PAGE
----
I also remember one of my students, who was playing at a D3 university in the Midwest, complaining about the lack of outfield play on her team. She would induce an easy fly ball that a semi-competent 14U travel ball outfielder could have caught and it would end up falling for a double. She couldn’t believe that a college softball player couldn’t handle a fly ball hit directly to her, but there you are.
The point of all this is that, outside of 10U travel and probably most rec league ball, the outfield isn’t simply the equivalent of the reject couch in the first scene in Animal House.
It’s a valuable position that requires speed, agility, mental acuity, mental toughness and a willingness to lay yourself out when the game is on the line.
Being put in the outfield doesn’t mean you’re bad. It actually means, as Liam Neeson would say, you possess a particular set of skills.
Any coach who has ever experienced a major, heartbreaking loss because of poor outfield play, which is pretty much every high-level coach, knows just how important that position is. Instead of lamenting that you’re not in the infield, embrace your role in the outfield and give it all you’ve got.
You may just find that you love it. And even if you don’t, it could end up being your portal to where you want to go.
Goldfish photo by Chait Goli on Pexels.com
Can’t remember where I learned this one exactly. Seems to me it was from a book or article by a Major League Baseball player a long time ago. Or maybe it was one of those “tips for the youngsters at home” they used to run on TV.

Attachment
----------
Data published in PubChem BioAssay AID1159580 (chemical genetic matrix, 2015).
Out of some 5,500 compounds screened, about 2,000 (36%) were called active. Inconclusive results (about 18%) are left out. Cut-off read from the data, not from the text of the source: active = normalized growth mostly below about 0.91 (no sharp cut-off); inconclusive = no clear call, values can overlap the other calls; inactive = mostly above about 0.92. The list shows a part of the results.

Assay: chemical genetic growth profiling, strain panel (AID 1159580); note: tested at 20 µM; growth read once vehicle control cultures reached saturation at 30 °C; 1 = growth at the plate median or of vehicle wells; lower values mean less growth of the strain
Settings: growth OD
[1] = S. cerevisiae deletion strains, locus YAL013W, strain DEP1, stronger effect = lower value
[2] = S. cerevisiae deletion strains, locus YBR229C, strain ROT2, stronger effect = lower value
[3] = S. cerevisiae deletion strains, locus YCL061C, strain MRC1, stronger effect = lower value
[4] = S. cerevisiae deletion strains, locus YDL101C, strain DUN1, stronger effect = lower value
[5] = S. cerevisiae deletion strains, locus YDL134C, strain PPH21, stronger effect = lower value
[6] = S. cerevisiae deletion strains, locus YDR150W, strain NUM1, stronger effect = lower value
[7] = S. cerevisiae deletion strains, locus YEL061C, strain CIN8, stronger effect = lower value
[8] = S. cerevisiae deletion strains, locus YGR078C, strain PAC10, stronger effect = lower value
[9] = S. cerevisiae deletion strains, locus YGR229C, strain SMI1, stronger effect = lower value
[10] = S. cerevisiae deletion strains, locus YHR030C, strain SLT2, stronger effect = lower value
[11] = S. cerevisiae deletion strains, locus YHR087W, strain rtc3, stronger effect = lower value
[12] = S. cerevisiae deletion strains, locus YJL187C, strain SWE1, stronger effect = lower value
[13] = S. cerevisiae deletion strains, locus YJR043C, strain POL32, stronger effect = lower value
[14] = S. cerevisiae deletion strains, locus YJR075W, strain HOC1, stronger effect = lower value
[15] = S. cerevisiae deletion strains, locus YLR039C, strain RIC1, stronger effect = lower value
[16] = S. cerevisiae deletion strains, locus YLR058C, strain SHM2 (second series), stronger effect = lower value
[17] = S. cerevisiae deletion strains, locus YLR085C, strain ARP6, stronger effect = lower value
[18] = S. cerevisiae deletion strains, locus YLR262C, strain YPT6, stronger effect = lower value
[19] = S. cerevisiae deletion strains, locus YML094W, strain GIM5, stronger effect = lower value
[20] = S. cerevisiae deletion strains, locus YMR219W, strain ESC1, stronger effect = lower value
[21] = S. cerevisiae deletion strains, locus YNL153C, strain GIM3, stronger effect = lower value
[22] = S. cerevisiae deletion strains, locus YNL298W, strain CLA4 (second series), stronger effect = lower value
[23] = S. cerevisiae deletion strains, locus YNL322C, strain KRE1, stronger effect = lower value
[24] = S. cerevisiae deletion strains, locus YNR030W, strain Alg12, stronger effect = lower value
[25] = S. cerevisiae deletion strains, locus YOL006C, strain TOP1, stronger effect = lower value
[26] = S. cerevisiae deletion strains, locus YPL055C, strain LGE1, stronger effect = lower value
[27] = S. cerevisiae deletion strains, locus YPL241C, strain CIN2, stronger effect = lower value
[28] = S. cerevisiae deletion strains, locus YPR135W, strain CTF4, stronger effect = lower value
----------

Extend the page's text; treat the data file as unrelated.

In any case, young outfielders often have trouble learning how to judge a fly ball. They see the ball go up off the bat and they set up where they think the ball will come down. (Or they run in a few steps automatically, thus violating the “first step back” rule, but that’s a story for another day).
It takes a long time and a lot of repetition to learn to judge fly balls reliably. I’ve never found any drill to shortcut the process. The best way to learn is to catch hundreds (or thousands) of fly balls off a bat. But you don’t always have time to do that, especially with a game coming up. So here’s something you can use to help speed up that judgment.
The only thing that’s required is a visor or hat. When the ball is hit, see if it immediately goes above the bill of the visor or stays below. If it goes above, the odds are it’s going deep. If it stays below the bill, it’s a line drive and likely will stay in front of you.
It’s not a hard and fast rule. Sometimes when the ball goes high it’s going to be a pop-up. But if it is and the outfielder drops back, odds are it’s no harm no foul. It wasn’t her ball anyway.